Tips for Managing Your Child’s Dentist Anxiety

Bertagnolli Dental has put together some tips for managing your child’s dentist anxiety and ensuring they have a positive experience. At our offices, we see many children and their parents for dental check-ups and procedures. A significant percentage of children do not look forward to their visit to the dentist. Usually, their anxiety disappears during the actual visit, but it can be stressful for parents and kids to deal with tears and meltdowns in the lead-up to a visit. So, let’s see if these tips do the trick:
  1. Lead by example. If parents have dental anxiety, this can often be picked up by children and internalized. If you do dislike going to the dentist, try not to show this to your kids. Make sure you lead by example regarding dental hygiene and regularly visiting the dentist. When children see their parents doing this without a problem, they are more likely to accept it as a normal part of life, and not something they should be afraid of.
  2. Create positive associations. By this, we do not mean bribing your kids to got to the dentist. Creating positive associations with dentist visits is something you can do consistently as your child grows up. Start by reading them books about going to the dentist where the main character has a positive experience. Make an effort to tell your kids about their family members and friends going to the dentist and the positive results they have experienced (a healthy mouth, strong teeth, beautiful smile, no more toothache, etc.). If you ever talk about going to visit the dentist in terms of a punishment or a threat, this will quickly create a negative association and teach your child to fear the dentist.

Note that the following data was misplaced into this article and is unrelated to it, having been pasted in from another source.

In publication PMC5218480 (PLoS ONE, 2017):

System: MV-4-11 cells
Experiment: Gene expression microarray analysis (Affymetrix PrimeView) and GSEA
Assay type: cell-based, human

3. Go to a family dentist. A pediatric or family dental clinic will have plenty of experience in working with the kids and will often be more sensitive to their needs. Visiting a family focused dentist can make all the difference to your child’s attitude. The presence of toys, other kids, and fun distractions during procedures can put their mind at ease. A pediatric dentist will also be able to provide suitable sedation for children if required.
  4. Start young and keep up with appointments. Hopefully, your child’s first visit to the dentist was before their first birthday. Usually, the first tooth will appear when your baby is between six months and one year old. Starting their visits to the dentist at this age and then following up every six months will get your child accustomed to the routine and procedures of the dentist appointment early. Leaving too much time between visits can allow the child to forget the reality of the dentist and let anxiety to grow.
Often, children who suffer from dental anxiety carry this into their adult life, where it can have a serious impact on their oral health. Starting them off with healthy habits and routines at a young age will pay off in the long run. If you have any questions about these tips for managing your child’s dentist anxiety, do not hesitate to contact us here at Bertagnolli Dental in Westminster, Colorado.

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